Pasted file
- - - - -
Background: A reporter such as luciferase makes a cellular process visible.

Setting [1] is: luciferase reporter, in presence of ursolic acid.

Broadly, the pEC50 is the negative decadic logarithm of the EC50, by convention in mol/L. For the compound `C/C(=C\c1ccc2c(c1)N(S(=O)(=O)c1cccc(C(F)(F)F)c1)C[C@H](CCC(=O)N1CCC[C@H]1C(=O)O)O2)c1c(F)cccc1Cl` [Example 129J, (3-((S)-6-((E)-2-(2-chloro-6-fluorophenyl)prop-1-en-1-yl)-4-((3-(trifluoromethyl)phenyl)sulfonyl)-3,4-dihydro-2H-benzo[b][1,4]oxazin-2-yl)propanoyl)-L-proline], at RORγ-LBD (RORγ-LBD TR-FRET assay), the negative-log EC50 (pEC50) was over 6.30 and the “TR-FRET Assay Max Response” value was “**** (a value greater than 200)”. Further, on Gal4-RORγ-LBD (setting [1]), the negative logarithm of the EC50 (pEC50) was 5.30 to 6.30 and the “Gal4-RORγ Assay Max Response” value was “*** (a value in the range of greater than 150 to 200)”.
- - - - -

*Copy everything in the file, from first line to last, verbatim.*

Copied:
Background: A reporter such as luciferase makes a cellular process visible.

Setting [1] is: luciferase reporter, in presence of ursolic acid.

Broadly, the pEC50 is the negative decadic logarithm of the EC50, by convention in mol/L. For the compound `C/C(=C\c1ccc2c(c1)N(S(=O)(=O)c1cccc(C(F)(F)F)c1)C[C@H](CCC(=O)N1CCC[C@H]1C(=O)O)O2)c1c(F)cccc1Cl` [Example 129J, (3-((S)-6-((E)-2-(2-chloro-6-fluorophenyl)prop-1-en-1-yl)-4-((3-(trifluoromethyl)phenyl)sulfonyl)-3,4-dihydro-2H-benzo[b][1,4]oxazin-2-yl)propanoyl)-L-proline], at RORγ-LBD (RORγ-LBD TR-FRET assay), the negative-log EC50 (pEC50) was over 6.30 and the “TR-FRET Assay Max Response” value was “**** (a value greater than 200)”. Further, on Gal4-RORγ-LBD (setting [1]), the negative logarithm of the EC50 (pEC50) was 5.30 to 6.30 and the “Gal4-RORγ Assay Max Response” value was “*** (a value in the range of greater than 150 to 200)”.